In his latest book, James Lovelock predicts an even greater jump in temperature in this century than the rest of his fellow scientists: 9 degrees centigrade, compared to the 2-3 degrees centigrade predicted by the Intergovernmental Panel on Climate Change. Before this life-threatening spike, Lovelock's computer model predicts that global temperatures will temporarily dip as the Earth tries to correct for the increasing carbon dioxide levels. Don't be fooled, in other words, by a cooler summer or an icier winter or the errant email messages from East Anglia. Lovelock, the originator of the Gaia theory that the Earth is an integrated living organism, dismisses solar and wind power and the urban ecology movement in favor of massive investments into nuclear energy. I don't buy his prescriptions, but I find his warnings about the breakdown of the Earth's self-regulating mechanisms very frightening indeed.

Reducing our greenhouse gas emissions is not going to be easy. The casino game of "cap-and-trade," the crapshoot that Copenhagen conferees will be discussing this week, won't do the trick. As climate scientist James Hansen points out, cap-and-trade will just shift emissions around and, as in most casino games, the vast majority of us will lose out in the end. "We are going to have to move beyond fossil fuels at some point. Why continue to stretch it out longer?" he recently told the Times of London. "The only way we can do that is by putting a price on carbon emissions. The business community and the public need to understand that there will be a gradually increasing price on carbon emissions."

The current recession, and the decline in the global export economy, is just such an opportunity to move beyond fossil fuels. "It opens up the transition to more climate-friendly and ecologically sensitive ways of organizing economic life," writes Foreign Policy In Focus (FPIF) columnist Walden Bello in Climate and Capitalism in Copenhagen. "But the fossil fuel-intensiveness of global transport and freight is merely one dimension of the problem. Environmentalists insist there must be a change in the reigning economic model itself. The global economy must make a transition from being driven fundamentally by overproduction and overconsumption to being geared to real needs, marked by moderate or low consumption, and based on sustainable and decentralized production processes."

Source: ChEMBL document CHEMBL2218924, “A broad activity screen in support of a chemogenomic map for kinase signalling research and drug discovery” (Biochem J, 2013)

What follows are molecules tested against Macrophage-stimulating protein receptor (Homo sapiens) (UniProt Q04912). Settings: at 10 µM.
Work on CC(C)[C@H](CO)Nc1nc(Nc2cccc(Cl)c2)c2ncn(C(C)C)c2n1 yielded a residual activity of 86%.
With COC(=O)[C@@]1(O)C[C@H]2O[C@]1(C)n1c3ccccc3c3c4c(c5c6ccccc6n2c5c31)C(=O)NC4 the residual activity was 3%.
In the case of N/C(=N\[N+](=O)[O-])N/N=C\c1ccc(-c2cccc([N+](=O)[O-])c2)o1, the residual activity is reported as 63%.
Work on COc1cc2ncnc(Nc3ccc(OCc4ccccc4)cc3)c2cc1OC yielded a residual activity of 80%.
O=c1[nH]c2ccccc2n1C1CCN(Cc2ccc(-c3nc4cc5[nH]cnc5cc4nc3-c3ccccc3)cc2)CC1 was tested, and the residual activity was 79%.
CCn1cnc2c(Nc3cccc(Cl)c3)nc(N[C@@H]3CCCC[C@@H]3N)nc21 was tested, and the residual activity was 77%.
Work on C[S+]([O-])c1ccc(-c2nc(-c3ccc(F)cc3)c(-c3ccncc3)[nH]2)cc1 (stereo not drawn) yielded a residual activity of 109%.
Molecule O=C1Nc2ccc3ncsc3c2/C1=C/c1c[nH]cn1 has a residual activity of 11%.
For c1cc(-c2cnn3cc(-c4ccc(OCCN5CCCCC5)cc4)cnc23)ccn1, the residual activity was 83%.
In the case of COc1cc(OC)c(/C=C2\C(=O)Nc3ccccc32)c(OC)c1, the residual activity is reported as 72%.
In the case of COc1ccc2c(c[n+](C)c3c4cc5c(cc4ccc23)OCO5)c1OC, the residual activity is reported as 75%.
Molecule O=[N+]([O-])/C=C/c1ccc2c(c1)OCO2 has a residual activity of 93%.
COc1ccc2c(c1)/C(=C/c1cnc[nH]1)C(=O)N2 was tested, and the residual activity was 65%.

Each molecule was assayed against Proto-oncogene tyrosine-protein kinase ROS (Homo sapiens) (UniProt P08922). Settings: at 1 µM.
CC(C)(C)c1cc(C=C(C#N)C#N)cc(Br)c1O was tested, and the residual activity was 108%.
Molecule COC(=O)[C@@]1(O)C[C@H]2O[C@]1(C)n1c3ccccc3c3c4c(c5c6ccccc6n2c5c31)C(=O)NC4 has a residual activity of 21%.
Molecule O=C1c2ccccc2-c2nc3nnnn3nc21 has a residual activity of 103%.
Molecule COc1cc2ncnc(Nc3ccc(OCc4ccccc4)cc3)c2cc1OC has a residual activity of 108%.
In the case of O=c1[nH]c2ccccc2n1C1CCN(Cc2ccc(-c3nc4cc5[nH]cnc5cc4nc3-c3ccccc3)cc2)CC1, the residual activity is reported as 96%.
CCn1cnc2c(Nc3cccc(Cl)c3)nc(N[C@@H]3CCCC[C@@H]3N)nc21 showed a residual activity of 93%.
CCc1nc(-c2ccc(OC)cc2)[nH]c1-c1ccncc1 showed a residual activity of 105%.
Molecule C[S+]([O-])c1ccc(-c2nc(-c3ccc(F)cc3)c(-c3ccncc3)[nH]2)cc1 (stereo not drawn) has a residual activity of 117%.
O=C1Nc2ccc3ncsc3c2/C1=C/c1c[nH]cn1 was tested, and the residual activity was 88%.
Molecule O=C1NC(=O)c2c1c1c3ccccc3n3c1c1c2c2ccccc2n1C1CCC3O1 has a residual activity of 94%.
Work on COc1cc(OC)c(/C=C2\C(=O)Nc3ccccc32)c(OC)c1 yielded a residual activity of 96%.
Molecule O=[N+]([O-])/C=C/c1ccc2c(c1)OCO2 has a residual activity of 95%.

Cutting back on consumption, reducing fossil-fuel use, bringing the developing world into the post-industrial age in a sustainable manner: Even if the mercury weren't rising, these are critical goals. The climate crisis is precisely the giant lever with which we can, following Archimedes, move the world in a greener, more equitable direction. We just haven't identified the proper fulcrum. Will it be a major U.S.-China agreement on emission reductions? Or will it be the massive civil disobedience that McKibben and Hansen urge? As the water levels rise, our voices have to rise higher still, so that they can be heard even by our insulated legislators.

Crossposted from Foreign Policy In Focus.